BEIJING (Reuters) – The United States is “opening fire” on the world with its threatened tariffs, the Chinese government warned on Thursday, saying Beijing will respond the instant U.S. measures go into effect as the two locked horns in a bitter trade war.
The Trump administration’s tariffs on $34 billion of Chinese imports are due to go into effect at 12.01 am eastern time on Friday (0401 GMT Friday), which is just after midday on Friday Beijing time.
U.S. President Donald Trump has threatened to escalate the trade conflict with tariffs on as much as a total of $450 billion in Chinese goods if Beijing retaliates, with the row roiling financial markets including stocks, currencies and global trade of commodities from soy beans to coal.
China has said it will not “fire the first shot”, but its customs agency said on Thursday in a short statement that Chinese tariffs on U.S. goods will take effect immediately after Washington’s tariffs on Chinese goods kick in.
Speaking at a weekly news conference, Chinese Commerce Ministry spokesman Gao Feng warned the proposed U.S. tariffs would hit international supply chains, including foreign companies in the world’s second-largest economy.
“If the U.S. implements tariffs, they will actually be adding tariffs on companies from all countries, including Chinese and U.S. companies,” Gao said.
“U.S. measures are essentially attacking global supply and value chains. To put it simply, the U.S. is opening fire on the entire world, including itself,” he said.
“China will not bow down in the face of threats and blackmail and will not falter from its determination to defend free trade and the multilateral system.”
Asked whether U.S. companies will be targeted with “qualitative measures” in China in a trade war, Gao said the government will protect the legal rights of all foreign companies in the country.
“We will continue to assess the potential impact of the U.S.-initiated trade war on companies and will help companies mitigate possible shocks.”
Gao said China’s foreign trade is expected to continue on a stable path in the second half, though investors fear a full-blown Sino-U.S. trade dispute will deal a body blow to Chinese exports and its economy.
He emphasized that U.S. tariffs on Chinese exports will hurt both Chinese and foreign firms.
Foreign companies accounted for $20 billion, or 59 percent, of the $34 billion of exports from China that will be subject to new tariffs from the U.S. starting from Friday, with U.S. firms accounting for a significant part of that 59 percent, Gao added.
European officials have told Reuters that China has put pressure on the European Union to issue a strong joint statement against U.S. President Donald Trump’s trade policies, but so far they have insisted on not taking sides..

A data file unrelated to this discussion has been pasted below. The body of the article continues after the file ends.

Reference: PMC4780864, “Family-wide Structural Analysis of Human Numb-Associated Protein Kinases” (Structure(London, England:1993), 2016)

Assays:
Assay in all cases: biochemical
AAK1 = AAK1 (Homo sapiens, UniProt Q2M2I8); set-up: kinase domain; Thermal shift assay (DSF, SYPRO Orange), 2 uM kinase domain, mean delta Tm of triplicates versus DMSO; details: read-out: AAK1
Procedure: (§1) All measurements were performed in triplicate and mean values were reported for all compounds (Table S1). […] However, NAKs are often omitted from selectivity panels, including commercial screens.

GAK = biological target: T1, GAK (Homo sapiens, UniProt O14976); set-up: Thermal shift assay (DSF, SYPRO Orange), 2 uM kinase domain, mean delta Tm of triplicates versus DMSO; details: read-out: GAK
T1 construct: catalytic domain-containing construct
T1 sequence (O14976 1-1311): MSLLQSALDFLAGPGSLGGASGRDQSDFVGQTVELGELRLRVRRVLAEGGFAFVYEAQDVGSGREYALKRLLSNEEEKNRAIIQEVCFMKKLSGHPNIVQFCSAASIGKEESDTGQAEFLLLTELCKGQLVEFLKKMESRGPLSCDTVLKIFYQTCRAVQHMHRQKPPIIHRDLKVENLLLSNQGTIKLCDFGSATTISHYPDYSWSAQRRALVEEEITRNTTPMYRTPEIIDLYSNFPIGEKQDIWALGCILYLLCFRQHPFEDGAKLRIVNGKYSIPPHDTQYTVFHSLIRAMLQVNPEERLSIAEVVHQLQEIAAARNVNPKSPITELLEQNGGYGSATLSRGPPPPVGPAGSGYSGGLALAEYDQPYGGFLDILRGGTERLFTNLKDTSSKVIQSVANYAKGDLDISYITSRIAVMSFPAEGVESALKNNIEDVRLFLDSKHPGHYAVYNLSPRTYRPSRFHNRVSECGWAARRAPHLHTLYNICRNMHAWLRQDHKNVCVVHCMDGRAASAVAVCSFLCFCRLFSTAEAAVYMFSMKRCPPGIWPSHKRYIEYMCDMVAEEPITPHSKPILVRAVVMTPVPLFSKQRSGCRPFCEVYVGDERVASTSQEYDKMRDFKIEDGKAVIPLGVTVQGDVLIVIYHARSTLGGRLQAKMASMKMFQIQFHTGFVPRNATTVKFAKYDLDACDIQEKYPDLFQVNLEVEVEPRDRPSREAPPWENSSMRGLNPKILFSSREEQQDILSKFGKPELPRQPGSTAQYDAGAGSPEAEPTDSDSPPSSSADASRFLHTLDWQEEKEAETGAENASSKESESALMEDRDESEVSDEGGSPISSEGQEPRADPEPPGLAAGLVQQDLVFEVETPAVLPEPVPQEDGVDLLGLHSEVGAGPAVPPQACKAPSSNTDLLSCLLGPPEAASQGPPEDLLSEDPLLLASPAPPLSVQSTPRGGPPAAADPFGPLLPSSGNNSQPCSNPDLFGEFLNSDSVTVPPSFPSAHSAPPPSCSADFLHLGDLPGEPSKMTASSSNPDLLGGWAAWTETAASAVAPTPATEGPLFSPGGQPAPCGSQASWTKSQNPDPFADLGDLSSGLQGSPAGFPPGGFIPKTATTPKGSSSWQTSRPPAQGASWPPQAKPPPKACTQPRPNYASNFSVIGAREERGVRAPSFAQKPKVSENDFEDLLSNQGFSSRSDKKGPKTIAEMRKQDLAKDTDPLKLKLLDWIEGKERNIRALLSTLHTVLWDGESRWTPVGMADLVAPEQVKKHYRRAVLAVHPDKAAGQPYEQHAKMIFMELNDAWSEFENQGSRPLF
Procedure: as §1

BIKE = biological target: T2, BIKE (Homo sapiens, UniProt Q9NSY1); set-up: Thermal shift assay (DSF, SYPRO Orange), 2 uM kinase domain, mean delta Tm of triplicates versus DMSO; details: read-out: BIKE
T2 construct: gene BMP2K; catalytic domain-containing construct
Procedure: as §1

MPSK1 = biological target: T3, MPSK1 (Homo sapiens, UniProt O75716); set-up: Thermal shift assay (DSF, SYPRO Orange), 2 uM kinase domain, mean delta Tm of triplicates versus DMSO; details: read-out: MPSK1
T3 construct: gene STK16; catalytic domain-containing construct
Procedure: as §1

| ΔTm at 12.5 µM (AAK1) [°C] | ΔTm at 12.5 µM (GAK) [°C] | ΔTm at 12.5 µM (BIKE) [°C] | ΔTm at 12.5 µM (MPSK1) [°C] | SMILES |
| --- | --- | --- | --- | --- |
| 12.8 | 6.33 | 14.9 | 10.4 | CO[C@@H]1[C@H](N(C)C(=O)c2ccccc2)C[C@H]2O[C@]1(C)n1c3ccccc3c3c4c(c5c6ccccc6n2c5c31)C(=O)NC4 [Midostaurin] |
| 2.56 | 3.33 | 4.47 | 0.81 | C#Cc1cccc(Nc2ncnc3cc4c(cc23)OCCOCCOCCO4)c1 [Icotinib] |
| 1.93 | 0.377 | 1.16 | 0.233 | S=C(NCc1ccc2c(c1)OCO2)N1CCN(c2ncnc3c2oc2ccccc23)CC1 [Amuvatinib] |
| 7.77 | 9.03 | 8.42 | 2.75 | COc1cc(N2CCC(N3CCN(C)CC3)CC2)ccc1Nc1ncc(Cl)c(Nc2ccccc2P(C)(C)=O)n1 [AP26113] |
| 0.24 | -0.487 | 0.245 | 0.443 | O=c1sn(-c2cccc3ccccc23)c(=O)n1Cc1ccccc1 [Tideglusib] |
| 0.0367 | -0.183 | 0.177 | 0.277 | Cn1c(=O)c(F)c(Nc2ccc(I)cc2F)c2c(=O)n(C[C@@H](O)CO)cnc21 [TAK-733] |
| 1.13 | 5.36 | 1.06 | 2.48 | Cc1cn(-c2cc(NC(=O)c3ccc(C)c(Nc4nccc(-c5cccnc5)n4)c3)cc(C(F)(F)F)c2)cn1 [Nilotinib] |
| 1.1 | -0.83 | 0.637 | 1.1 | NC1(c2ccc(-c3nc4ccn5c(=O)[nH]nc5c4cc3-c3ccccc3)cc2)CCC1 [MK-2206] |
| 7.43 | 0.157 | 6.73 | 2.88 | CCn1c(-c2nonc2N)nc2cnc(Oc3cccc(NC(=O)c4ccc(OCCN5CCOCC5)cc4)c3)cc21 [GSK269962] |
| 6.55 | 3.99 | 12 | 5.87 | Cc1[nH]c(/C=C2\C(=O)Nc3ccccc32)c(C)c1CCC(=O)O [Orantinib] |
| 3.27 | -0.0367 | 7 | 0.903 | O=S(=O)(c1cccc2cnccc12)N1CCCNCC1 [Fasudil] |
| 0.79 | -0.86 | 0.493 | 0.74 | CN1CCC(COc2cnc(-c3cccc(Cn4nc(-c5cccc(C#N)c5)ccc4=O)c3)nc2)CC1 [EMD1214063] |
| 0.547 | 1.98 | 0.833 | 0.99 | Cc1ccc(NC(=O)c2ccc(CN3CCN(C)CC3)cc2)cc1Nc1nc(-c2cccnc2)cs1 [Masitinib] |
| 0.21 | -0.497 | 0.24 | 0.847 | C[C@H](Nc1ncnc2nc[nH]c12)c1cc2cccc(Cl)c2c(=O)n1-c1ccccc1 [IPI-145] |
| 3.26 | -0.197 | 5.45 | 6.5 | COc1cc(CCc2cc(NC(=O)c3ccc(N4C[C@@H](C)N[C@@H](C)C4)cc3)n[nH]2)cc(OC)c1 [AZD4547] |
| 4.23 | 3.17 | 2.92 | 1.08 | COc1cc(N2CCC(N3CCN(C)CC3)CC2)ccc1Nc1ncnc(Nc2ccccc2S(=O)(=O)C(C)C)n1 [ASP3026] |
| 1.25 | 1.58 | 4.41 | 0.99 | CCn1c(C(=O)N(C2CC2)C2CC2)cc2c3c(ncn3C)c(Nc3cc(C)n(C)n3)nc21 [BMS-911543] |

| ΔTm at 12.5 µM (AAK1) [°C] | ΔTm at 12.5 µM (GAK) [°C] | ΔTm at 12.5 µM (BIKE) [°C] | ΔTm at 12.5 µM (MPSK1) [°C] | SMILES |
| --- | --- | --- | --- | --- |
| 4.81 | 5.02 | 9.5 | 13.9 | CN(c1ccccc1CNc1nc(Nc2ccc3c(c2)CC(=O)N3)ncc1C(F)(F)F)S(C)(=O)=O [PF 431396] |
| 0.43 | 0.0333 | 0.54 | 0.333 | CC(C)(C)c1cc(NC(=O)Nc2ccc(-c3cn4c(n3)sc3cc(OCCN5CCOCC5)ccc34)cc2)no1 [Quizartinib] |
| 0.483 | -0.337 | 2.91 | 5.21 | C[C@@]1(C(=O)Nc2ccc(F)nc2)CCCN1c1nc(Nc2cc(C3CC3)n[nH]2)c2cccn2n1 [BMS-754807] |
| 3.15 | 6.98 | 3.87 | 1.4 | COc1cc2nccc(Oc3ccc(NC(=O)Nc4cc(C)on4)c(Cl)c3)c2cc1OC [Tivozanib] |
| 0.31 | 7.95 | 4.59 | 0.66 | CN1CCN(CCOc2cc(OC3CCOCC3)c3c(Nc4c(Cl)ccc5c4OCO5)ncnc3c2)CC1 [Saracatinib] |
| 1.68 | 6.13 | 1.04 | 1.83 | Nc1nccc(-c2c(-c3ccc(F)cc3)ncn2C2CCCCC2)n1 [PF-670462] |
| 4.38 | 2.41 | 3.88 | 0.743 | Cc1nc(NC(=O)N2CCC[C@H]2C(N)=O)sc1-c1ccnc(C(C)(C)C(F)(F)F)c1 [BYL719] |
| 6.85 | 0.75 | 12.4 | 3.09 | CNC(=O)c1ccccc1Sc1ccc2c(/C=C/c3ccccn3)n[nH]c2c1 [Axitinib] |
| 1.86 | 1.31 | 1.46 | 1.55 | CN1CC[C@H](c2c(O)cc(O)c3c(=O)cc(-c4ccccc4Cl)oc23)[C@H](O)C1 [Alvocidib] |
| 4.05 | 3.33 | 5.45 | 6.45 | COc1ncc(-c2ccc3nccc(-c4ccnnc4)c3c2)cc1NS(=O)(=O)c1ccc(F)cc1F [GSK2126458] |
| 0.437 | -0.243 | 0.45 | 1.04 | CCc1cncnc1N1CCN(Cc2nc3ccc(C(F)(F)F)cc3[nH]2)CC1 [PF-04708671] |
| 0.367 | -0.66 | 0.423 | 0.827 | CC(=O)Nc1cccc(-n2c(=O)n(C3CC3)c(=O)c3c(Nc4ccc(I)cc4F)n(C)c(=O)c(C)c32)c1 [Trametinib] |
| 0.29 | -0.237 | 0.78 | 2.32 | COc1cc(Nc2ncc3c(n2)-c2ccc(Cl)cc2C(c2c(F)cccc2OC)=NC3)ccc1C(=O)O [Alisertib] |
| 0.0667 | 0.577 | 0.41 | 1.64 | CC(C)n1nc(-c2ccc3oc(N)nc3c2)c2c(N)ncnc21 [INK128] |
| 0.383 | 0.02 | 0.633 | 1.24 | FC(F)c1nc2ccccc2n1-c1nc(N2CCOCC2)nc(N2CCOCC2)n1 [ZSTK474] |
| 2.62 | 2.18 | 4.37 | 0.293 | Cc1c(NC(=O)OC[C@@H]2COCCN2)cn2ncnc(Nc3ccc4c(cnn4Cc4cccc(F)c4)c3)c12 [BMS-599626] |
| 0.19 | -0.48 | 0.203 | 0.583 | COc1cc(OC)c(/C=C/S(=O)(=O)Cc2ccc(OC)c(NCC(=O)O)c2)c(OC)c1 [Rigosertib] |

Chinese stocks were mixed while the yuan slipped slightly against the dollar in early Thursday trading as a targeted cut of reserve requirements for banks took effect amid heightened the trade tensions.
CHINA MEDIA LAMBASTES U.S.
On Thursday, China’s state media lambasted the United States.
The widely-read Global Times tabloid said in an editorial that China must prepare for containment by the United States.
“With strong manufacturing capability and huge market potential, China’s development is difficult to suppress. But the country will encounter more barriers in future development, to which we should learn to adapt,” it said.
“While the Trump administration is anxious about gains and losses, Chinese people have unfaltering confidence in China’s future.”
Both Chinese and U.S. business sources in China said there appeared to be little hope that the tariffs could be averted.
“I’m afraid not, for now,” said Tu Xinquan, a trade expert at Beijing’s University of International Business and Economics, who has advised the Chinese government.
A U.S. industry source said: “There is a 99 percent chance that tariffs go into force on Friday.”
“Frankly, I don’t know what action China could take at the moment that would allow the U.S. to not impose tariffs,” the U.S. source said, adding that there was no evidence the two governments had any substantive engagement at the moment that could lead to the shelving of duties.
A senior Western diplomat told Reuters that there was no sign of any talks at the moment between the two countries, even via back channels.
The industry source said Beijing had been unable to address the Trump administration’s concerns on Chinese trade policies in at least five key area, including forced technology transfers, Chinese industrial overcapacity, government subsidies, SOE reform, and Beijing’s restrictions in the cloud computing industry.
Reporting by Elias Glenn and Stella Qiu; Additional reporting by Ben Blanchard and Michael Martina; Editing by Shri Navaratnam